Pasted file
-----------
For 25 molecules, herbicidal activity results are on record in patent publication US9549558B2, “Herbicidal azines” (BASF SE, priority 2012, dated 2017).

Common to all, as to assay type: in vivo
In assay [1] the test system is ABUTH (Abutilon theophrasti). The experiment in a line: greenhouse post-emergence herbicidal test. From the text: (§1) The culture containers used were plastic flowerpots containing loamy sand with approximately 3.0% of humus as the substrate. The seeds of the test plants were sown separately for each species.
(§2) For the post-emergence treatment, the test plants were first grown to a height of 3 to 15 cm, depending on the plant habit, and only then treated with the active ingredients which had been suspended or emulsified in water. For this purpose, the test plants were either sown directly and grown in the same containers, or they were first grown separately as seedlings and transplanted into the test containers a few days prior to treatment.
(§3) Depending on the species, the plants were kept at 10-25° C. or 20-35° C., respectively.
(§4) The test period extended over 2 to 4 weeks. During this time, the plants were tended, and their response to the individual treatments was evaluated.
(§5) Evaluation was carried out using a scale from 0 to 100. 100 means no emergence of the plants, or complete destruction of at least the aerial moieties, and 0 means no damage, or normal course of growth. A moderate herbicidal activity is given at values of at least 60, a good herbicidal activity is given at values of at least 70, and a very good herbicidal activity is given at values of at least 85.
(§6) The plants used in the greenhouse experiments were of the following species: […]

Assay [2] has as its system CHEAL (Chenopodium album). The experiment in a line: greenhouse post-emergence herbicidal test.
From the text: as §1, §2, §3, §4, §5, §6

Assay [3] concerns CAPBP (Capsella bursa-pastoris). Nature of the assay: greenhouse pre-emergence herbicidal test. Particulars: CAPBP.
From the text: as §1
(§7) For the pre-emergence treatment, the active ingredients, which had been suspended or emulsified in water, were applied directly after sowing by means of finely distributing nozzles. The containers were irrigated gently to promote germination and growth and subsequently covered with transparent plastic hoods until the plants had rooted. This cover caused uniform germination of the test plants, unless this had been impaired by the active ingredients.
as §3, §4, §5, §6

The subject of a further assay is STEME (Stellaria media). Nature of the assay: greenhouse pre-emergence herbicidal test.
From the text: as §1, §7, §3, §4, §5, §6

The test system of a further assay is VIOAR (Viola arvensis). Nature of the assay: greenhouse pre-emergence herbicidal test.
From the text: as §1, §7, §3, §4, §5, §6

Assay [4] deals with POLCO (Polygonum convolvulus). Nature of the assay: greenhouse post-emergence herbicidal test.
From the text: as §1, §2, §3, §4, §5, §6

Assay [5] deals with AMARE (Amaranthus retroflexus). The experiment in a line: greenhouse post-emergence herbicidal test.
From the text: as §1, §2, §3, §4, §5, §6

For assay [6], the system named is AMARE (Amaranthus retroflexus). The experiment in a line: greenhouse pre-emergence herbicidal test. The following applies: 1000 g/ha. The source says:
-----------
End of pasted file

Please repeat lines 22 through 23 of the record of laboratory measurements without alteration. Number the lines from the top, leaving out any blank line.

From the text: as §1, §2, §3, §4, §5, §6

For assay [6], the system named is AMARE (Amaranthus retroflexus). The experiment in a line: greenhouse pre-emergence herbicidal test. The following applies: 1000 g/ha. The source says: